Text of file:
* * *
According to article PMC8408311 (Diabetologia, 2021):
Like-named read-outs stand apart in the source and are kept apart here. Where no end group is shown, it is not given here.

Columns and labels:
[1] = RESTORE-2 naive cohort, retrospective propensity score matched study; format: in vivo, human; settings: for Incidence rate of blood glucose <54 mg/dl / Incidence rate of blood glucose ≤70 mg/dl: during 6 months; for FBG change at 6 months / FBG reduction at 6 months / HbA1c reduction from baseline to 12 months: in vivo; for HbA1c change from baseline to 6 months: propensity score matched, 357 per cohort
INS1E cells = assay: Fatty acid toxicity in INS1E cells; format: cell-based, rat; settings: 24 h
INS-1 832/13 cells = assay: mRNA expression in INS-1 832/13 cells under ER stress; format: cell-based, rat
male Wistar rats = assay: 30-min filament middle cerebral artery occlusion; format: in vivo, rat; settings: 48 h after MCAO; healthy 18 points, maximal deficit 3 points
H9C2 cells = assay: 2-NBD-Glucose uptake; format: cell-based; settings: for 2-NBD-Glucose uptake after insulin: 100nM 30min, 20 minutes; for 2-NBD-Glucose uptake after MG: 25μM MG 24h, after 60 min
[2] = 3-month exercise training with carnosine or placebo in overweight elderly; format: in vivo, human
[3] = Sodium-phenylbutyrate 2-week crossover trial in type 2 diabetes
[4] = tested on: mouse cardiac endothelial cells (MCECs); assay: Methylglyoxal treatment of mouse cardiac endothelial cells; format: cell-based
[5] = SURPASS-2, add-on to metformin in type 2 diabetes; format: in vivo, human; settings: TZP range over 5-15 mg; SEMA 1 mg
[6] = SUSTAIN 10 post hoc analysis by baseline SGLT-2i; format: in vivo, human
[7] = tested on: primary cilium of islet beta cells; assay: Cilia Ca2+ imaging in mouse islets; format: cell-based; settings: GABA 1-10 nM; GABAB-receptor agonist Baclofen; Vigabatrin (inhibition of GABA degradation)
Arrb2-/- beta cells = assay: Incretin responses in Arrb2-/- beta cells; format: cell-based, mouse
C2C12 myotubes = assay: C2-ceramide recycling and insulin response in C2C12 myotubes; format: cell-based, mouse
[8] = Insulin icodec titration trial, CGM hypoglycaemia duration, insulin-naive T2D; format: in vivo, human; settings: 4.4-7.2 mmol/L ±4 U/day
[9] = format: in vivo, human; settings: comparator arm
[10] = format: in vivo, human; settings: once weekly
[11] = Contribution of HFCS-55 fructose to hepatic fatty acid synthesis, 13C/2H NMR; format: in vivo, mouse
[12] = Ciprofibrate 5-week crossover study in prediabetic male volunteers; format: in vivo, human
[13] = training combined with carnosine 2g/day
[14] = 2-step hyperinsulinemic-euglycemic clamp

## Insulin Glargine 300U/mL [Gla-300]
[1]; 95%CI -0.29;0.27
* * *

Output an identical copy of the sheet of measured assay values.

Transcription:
According to article PMC8408311 (Diabetologia, 2021):
Like-named read-outs stand apart in the source and are kept apart here. Where no end group is shown, it is not given here.

Columns and labels:
[1] = RESTORE-2 naive cohort, retrospective propensity score matched study; format: in vivo, human; settings: for Incidence rate of blood glucose <54 mg/dl / Incidence rate of blood glucose ≤70 mg/dl: during 6 months; for FBG change at 6 months / FBG reduction at 6 months / HbA1c reduction from baseline to 12 months: in vivo; for HbA1c change from baseline to 6 months: propensity score matched, 357 per cohort
INS1E cells = assay: Fatty acid toxicity in INS1E cells; format: cell-based, rat; settings: 24 h
INS-1 832/13 cells = assay: mRNA expression in INS-1 832/13 cells under ER stress; format: cell-based, rat
male Wistar rats = assay: 30-min filament middle cerebral artery occlusion; format: in vivo, rat; settings: 48 h after MCAO; healthy 18 points, maximal deficit 3 points
H9C2 cells = assay: 2-NBD-Glucose uptake; format: cell-based; settings: for 2-NBD-Glucose uptake after insulin: 100nM 30min, 20 minutes; for 2-NBD-Glucose uptake after MG: 25μM MG 24h, after 60 min
[2] = 3-month exercise training with carnosine or placebo in overweight elderly; format: in vivo, human
[3] = Sodium-phenylbutyrate 2-week crossover trial in type 2 diabetes
[4] = tested on: mouse cardiac endothelial cells (MCECs); assay: Methylglyoxal treatment of mouse cardiac endothelial cells; format: cell-based
[5] = SURPASS-2, add-on to metformin in type 2 diabetes; format: in vivo, human; settings: TZP range over 5-15 mg; SEMA 1 mg
[6] = SUSTAIN 10 post hoc analysis by baseline SGLT-2i; format: in vivo, human
[7] = tested on: primary cilium of islet beta cells; assay: Cilia Ca2+ imaging in mouse islets; format: cell-based; settings: GABA 1-10 nM; GABAB-receptor agonist Baclofen; Vigabatrin (inhibition of GABA degradation)
Arrb2-/- beta cells = assay: Incretin responses in Arrb2-/- beta cells; format: cell-based, mouse
C2C12 myotubes = assay: C2-ceramide recycling and insulin response in C2C12 myotubes; format: cell-based, mouse
[8] = Insulin icodec titration trial, CGM hypoglycaemia duration, insulin-naive T2D; format: in vivo, human; settings: 4.4-7.2 mmol/L ±4 U/day
[9] = format: in vivo, human; settings: comparator arm
[10] = format: in vivo, human; settings: once weekly
[11] = Contribution of HFCS-55 fructose to hepatic fatty acid synthesis, 13C/2H NMR; format: in vivo, mouse
[12] = Ciprofibrate 5-week crossover study in prediabetic male volunteers; format: in vivo, human
[13] = training combined with carnosine 2g/day
[14] = 2-step hyperinsulinemic-euglycemic clamp

## Insulin Glargine 300U/mL [Gla-300]
[1]; 95%CI -0.29;0.27